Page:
The other "ED" (endothelial dysfunction) is nothing to be shy about.
What It Is
Healthy blood vessels flex and assist the heart in moving blood through the body. This remarkable ability comes from a thin layer of cells, called endothelial cells, which line the inner walls of your arteries and veins.
When blood vessels lose their ability to flex, they stiffen. Doctors call this problem endothelial dysfunction (pronounced en-doe-THEE-lee-uhl dis-FUNK-shin).
The term may be a mouthful, and you may have never heard of it, but the danger is real: Endothelial dysfunction (ED, which is also the acronym for erectile dysfunction) is a major risk factor for high blood pressure and cardiovascular disease, one of the prime consequences of type 2 diabetes.
Unfortunately, most doctors don't test endothelial function. It's a complicated process, usually done in university research environments. Doctors can, however, order a blood test that measures tissue plasminogen activator (t-pa), which is an indirect measure of blood vessel tone. And if your blood vessel tone needs improving, it seems that choosing the right foods can make a big difference.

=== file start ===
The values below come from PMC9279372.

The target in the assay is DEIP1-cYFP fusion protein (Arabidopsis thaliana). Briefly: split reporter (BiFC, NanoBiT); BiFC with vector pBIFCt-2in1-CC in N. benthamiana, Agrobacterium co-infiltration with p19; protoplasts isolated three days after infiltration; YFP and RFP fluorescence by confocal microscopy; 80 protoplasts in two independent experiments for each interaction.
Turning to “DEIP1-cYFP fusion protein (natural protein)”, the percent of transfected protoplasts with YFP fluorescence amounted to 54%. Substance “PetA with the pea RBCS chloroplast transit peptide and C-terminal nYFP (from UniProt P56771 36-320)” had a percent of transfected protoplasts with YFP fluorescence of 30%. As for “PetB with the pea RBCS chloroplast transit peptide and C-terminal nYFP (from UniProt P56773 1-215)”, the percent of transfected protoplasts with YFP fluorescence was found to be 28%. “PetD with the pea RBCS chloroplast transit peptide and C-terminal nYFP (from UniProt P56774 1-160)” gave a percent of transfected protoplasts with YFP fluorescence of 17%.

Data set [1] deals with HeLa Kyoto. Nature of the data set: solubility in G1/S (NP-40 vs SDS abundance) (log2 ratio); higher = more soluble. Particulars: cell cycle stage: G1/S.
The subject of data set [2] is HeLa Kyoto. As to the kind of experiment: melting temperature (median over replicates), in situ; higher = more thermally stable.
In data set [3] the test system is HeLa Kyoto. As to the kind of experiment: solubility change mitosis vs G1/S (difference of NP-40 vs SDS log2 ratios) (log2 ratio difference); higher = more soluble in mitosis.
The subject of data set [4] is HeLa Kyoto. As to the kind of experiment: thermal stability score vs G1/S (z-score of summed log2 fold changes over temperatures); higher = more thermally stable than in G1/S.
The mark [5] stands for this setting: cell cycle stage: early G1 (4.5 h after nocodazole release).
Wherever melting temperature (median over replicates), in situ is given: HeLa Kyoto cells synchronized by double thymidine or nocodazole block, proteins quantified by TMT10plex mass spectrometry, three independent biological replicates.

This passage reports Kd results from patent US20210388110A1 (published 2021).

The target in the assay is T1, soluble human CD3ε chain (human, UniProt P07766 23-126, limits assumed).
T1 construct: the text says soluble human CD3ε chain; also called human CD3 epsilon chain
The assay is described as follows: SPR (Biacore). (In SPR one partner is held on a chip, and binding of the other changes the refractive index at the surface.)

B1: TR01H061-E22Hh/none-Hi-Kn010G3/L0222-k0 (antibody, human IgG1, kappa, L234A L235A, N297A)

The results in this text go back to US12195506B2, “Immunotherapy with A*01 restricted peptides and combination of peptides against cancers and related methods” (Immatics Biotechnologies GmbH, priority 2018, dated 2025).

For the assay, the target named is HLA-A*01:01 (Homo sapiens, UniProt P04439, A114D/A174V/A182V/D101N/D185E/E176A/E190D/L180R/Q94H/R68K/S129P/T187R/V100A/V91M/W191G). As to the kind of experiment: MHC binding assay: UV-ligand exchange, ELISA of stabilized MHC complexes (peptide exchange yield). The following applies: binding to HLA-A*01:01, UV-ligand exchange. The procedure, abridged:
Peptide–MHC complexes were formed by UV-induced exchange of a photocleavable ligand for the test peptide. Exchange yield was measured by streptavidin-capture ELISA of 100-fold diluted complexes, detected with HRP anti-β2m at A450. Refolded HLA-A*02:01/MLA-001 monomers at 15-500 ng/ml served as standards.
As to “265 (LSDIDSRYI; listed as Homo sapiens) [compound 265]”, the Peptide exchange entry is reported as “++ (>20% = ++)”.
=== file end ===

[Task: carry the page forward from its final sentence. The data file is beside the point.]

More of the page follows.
Wasabi Cream Mixed Mushroom Omelet Beef Soup with Fennel Quick Cinnamon Rolls Maple-Mustard Vinaigrette Blueberry Oat Bran Muffins Date-Oat Muffins Grilled Glazed Peaches Baby Meatloaves Tossed Salad with Roasted Almonds
Glucagon is one of those things that hasn't changed much in the diabetes world, in terms of packaging, dosing, method of delivery, since the time of my diagnosis in 1982. It's also one of those items that you buy in the same vein as say a generator. You might never use it, but it sure as heck is handy to have should your lights go out. The first time I was given glucagon was on the front lawn of my childhood home. What I remember of that night was going to bed after a...